Confluence Art Project
Confluence: Stream Science, Handwriting and Urban Curbs, is a temporary public artwork, a mile-long, six-thousand-word poem about water and land. It’s meant to be read in pieces as you follow the flow of water through Reno.
Our Vision: Water flows from mountain peaks to oceans and lakes, moving through forests and cities, bodies and pipes. While scientists study ‘wild’ water in mountain streams, that same water flows through urban landscapes and waterways. Confluence playfully brings these connections to our attention through poetry, running along the Truckee River through Reno’s parks and neighborhoods.
Using bright yellow, adhesive-backed sheets and a digital cutting process, the lettering is done in a font made especially for this project from the handwriting of Claude Dukes, Federal Water Master in the Reno area from 1958 until his death in 1984. The text is written by Todd Gilens, based on four years assisting ecologists in the Sierra Nevada, as well as research on ancient water systems, and field work with urban structures and buried streams. Water ties everything together, shaping the world while changing from one form to another. Attention to the role of water affirms our interdependence with the land.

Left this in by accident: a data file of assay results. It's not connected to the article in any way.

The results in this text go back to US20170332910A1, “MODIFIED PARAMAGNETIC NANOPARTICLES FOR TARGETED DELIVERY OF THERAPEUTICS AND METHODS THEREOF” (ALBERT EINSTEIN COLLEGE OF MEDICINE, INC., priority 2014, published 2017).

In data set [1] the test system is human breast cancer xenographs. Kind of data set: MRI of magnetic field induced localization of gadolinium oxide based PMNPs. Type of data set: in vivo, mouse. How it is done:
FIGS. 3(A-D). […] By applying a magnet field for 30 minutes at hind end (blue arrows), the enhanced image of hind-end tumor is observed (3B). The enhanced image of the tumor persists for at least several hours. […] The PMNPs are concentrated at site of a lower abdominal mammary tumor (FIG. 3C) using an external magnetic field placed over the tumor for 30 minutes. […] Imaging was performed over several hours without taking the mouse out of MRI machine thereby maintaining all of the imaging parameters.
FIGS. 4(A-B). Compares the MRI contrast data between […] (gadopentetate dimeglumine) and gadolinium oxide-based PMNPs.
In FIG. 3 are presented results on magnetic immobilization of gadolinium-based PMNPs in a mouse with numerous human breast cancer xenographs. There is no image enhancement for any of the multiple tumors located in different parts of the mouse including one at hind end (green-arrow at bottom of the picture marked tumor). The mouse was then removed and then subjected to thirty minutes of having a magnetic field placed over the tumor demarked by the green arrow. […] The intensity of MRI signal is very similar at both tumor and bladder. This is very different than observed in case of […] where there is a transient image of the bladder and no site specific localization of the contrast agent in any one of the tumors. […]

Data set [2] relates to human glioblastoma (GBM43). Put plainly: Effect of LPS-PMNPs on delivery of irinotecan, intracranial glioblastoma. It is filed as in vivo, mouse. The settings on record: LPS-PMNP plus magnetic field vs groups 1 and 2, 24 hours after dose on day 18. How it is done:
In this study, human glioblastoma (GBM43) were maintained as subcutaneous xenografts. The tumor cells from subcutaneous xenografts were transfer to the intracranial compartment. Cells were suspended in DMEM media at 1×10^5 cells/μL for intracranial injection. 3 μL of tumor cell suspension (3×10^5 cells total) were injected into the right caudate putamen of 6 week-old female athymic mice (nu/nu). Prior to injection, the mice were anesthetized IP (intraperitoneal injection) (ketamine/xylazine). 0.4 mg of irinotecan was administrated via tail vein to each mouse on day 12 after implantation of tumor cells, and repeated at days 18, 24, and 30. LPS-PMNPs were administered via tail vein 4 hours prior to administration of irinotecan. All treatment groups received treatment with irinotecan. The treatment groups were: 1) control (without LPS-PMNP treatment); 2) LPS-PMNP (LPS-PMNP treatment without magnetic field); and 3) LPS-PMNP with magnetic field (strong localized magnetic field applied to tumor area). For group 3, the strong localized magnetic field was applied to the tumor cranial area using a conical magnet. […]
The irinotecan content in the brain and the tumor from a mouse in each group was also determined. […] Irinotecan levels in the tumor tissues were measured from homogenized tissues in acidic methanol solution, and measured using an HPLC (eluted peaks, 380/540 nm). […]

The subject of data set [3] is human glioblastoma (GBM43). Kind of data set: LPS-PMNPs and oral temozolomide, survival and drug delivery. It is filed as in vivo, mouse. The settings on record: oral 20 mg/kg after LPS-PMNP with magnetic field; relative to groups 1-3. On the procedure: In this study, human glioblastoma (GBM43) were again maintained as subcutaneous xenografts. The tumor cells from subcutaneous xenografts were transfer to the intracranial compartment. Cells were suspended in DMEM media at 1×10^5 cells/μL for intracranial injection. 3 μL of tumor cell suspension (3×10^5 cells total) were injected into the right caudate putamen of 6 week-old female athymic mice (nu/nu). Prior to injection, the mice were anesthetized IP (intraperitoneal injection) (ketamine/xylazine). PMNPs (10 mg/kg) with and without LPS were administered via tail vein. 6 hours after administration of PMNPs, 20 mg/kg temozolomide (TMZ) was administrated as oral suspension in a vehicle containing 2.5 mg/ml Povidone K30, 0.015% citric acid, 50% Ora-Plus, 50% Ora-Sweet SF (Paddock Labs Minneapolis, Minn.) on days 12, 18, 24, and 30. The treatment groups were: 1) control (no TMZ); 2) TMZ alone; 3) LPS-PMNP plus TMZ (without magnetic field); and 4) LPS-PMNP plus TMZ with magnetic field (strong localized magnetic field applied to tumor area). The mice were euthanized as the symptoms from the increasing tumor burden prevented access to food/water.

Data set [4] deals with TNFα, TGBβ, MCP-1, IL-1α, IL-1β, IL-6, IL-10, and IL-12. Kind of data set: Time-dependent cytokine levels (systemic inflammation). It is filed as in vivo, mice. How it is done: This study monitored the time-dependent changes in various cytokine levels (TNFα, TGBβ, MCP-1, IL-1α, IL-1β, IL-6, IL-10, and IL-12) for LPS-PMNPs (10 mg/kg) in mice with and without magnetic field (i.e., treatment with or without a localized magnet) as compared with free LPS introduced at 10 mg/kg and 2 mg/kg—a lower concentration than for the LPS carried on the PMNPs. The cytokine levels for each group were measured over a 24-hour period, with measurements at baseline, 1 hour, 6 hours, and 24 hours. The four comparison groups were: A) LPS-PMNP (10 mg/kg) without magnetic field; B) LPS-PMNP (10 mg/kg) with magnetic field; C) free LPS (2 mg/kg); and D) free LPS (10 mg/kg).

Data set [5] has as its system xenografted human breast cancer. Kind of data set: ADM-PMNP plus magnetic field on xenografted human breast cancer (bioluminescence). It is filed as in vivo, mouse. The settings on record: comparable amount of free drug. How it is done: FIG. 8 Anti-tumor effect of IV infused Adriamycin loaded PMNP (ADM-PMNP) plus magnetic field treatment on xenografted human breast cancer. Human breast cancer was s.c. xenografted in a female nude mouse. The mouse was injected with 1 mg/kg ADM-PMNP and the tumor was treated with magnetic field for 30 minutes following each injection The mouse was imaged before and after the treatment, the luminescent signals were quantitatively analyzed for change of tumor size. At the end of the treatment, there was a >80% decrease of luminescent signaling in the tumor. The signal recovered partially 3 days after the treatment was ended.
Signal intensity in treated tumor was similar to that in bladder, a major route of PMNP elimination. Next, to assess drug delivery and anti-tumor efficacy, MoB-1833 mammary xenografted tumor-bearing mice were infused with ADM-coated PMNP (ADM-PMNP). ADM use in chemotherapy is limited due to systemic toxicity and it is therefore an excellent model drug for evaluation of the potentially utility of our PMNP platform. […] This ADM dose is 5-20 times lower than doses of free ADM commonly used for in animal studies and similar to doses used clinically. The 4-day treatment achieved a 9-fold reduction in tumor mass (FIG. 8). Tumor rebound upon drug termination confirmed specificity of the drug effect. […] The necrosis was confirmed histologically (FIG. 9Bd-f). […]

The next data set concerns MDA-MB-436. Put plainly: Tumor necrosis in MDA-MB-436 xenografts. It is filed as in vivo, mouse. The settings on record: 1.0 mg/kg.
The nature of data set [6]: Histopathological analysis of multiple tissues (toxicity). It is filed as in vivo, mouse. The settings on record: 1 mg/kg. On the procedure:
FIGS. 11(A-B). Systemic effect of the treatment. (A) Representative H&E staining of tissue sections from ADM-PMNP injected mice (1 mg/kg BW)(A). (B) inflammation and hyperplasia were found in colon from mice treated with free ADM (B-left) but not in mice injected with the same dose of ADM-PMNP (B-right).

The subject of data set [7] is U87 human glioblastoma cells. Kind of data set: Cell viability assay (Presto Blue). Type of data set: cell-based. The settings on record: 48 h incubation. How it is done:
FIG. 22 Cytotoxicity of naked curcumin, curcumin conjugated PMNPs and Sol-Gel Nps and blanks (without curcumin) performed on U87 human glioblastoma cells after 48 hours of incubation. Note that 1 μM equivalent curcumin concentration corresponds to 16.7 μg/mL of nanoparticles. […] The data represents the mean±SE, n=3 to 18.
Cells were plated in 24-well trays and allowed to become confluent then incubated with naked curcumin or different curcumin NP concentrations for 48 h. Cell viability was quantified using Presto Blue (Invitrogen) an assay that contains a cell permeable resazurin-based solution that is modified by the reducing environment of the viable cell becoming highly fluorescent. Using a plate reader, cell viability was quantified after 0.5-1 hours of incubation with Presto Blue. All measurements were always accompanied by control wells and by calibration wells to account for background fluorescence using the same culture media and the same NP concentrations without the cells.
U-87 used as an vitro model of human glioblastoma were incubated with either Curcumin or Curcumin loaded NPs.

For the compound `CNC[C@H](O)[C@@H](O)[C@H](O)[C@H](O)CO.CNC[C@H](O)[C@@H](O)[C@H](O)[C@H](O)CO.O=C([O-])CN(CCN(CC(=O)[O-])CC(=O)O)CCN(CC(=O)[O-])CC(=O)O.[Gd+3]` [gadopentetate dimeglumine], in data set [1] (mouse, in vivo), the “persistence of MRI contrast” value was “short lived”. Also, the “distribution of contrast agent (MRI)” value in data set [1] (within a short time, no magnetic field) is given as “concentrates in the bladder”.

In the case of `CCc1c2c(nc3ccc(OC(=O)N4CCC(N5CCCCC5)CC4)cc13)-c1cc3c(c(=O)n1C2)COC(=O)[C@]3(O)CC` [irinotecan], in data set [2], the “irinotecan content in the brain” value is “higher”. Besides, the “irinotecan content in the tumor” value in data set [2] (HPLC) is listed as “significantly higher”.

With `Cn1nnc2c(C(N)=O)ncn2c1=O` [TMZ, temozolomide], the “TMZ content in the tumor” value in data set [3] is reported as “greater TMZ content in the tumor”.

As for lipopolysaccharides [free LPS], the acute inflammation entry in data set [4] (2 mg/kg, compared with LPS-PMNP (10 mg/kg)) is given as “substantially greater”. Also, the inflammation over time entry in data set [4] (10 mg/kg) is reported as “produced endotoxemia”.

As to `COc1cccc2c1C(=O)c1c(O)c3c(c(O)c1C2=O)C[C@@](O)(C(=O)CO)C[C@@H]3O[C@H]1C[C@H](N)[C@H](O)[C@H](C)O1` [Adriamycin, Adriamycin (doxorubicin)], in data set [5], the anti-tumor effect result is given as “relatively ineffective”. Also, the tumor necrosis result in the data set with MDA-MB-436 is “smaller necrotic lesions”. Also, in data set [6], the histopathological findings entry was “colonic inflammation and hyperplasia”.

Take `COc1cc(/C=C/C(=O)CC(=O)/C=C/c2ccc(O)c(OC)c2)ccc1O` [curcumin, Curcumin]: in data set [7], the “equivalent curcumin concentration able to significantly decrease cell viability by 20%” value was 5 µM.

With contributions from individuals, businesses, civic and governmental agencies, Confluence has become a lively and personal public artwork.
The Confluence Poem seen on the sidewalk near the river in Downtown Reno.
The Confluence Route Map
Confluence being installed.
A close-up of the script.
Funding Needs: We are now seeking funding to preserve and distribute the poem in book form. Photographs of the installation, and essays by William L. Fox and Elizabeth Koebele, scholars in environmental art and water policy, will add dimension to the meaning of the work. We hope to issue the book sometime in 2024. Please consider a donation if you are able.
To reach us with questions and comments, please contact - firstname.lastname@example.org